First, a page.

Archive for January, 2018

Photo: GIC

Mindfulness and meditation are all about cultivating an intimate relationship with yourself and the present moment, but these practices also boast transformative benefits for intimacy with your partner. Relationship intimacy involves emotional closeness, which is a key component of maintaining a meaningful relationship. In an age when busyness is our modern-day epidemic, and hyper-connectedness is the norm, mindfulness and meditation become lifelines for the success of our relationships.

The research is in! A meta-analysis published in the February 2016 issue of the Journal of Human Sciences and Extension found that mindfulness can be linked to profoundly satisfying, connected relationships. This meta-analysis looked at the results from 12 studies, including two mindfulness intervention studies. Overall, mindfulness was shown to enhance relationship connectedness and satisfaction. The practice of presence starts from within, but the benefits extend far beyond ourselves. Here are three reasons mindfulness and meditation will make you a better partner:

1. Meditation will help you be less reactive.

Neuroscience now validates what ancient yogis have known for years: that brain change happens through practices that connect the mind, body, and spirit. A consistent mindfulness practice decreases the amygdala’s density (the amygdala is a small part of the brain that acts as an alarm system, detecting threat), thus increasing our capacity to regulate our emotions in the face of anger, agitation, and fear. How does this translate to relationships? Think about a moment when you’re reacting to something your partner said or did, a moment when you’re feeling rejected, invalidated, or unloved. In these micro-moments, emotions such as anger, sadness, or fear often arise instantaneously in the nervous system. A mindfulness practitioner, however, can witness these emotions with objectivity, experiencing less reactivity due to changes in their brain. Reactivity is released through mindfulness and self-observation.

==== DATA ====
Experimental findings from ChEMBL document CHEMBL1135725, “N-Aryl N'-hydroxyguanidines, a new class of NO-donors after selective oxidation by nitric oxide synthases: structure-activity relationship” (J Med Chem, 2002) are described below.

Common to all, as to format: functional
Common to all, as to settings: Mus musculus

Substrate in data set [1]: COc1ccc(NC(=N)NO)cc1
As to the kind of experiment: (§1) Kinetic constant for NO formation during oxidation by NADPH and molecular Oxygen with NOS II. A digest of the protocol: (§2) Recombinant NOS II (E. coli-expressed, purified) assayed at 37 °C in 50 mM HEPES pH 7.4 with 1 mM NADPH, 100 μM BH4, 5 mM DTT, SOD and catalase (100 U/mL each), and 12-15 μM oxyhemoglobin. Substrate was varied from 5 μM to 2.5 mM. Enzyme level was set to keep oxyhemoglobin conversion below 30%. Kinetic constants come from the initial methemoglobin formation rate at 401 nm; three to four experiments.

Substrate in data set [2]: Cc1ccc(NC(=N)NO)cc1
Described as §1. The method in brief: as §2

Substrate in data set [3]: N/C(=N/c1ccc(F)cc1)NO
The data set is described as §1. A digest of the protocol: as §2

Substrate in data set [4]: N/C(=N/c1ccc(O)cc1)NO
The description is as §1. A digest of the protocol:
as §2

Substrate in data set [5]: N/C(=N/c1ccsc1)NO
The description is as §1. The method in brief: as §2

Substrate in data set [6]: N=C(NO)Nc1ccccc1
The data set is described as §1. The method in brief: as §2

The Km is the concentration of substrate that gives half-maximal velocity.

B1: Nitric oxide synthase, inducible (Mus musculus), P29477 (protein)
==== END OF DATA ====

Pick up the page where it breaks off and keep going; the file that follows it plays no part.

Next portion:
2. Mindfulness teaches us to speak from our hearts.

Viktor E. Frankl, author of Man’s Search for Meaning, said, “between stimulus and response, there is space. In that space is our power to choose our response. In our response lies our growth and our freedom.” That space is mindfulness. Most of us lead perpetually busy lives of inundated inboxes, endless texts, and social media scrolling; we have little to no space to actually slow down to take in this life we’re living alongside our loved ones. The practice of presence (whether we’re talking about formal meditation or a mindfulness practice such as belly breathing) guides us back home to our loving, compassionate heart. The Center for Compassion and Altruism Research and Education did a study on the neurobiology of love; their findings showed that through mindful presence, romantic partners are able to deactivate parts of their brains associated with negative emotions and criticism.

3. Meditation will help you stay calm—and it will rub off on your partner.